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More Writerly Observations

Now that the show Arrow is over, a retrospective would be nice. That is not what this is. I really enjoyed the show, although I have not seen the last season and a half, nor have I seen the latest crossover “Crises of Infinite Earths.” I may watch them at some point, but maybe not. I was really invested in the show, but there are reasons I jumped ship, and that makes for good writerly advice.

The first thing I noticed in this series was what I now realize is a CW trope–expand the cast with pretty people. Apparently, an ensemble cast makes for much more content and interpersonal interaction than having a show based around a single star and a loosely connected supporting cast. This makes good sense, because what better way to reflect upon your title character than with strong supporting characters.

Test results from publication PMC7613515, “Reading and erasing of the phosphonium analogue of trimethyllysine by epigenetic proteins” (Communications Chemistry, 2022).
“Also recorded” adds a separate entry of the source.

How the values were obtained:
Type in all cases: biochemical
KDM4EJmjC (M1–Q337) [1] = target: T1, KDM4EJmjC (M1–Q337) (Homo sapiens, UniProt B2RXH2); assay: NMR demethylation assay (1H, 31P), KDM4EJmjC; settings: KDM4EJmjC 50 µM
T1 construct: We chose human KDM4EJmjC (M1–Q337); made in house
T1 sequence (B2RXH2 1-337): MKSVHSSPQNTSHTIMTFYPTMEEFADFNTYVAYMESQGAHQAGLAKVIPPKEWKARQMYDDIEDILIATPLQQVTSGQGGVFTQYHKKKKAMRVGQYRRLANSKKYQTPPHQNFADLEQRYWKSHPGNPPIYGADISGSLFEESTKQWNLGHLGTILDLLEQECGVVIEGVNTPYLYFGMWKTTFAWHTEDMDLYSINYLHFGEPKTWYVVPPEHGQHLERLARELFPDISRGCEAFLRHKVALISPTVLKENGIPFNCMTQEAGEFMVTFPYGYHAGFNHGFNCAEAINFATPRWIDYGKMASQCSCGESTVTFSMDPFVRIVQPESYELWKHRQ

The second thing I noticed was how the writers reinterpreted the source material. They took a relatively straightforward origin and then they grew it into a five year globe-trotting super origin. They visited this again and again in flashback sequences, and even made the island in question into an ongoing plot point and symbolic return to story’s core element. The island became a crucible in which multiple story arcs, and characters, were cast.

The third thing I picked up on is related to the second. When the writers reinterpreted the characters, they multiplied them. Speedy became two different characters, and the Black Canary became three instead of one. All the characters now had parents and siblings. And, if that weren’t enough, some of the characters even ended up having secret illegitimate parents, and there were secret kids who were raised in seclusion from their half brothers and sisters. The evil clone or twin element even came into it through adventures in multiple universes.

Here’s my takeaway: All this was good for the show, and made for fun television. You can learn a lot by taking a good look at your own creative ideas or properties and broadening them. Maybe you don’t want to go as far as the CW trope, but adding to your cast of characters will probably introduce a trove of new ideas.

When I revisit this subject, I will probably touch on the themes and symbolism in Arrow, and the reasons why I eventually stopped watching.

Published inBlogWriting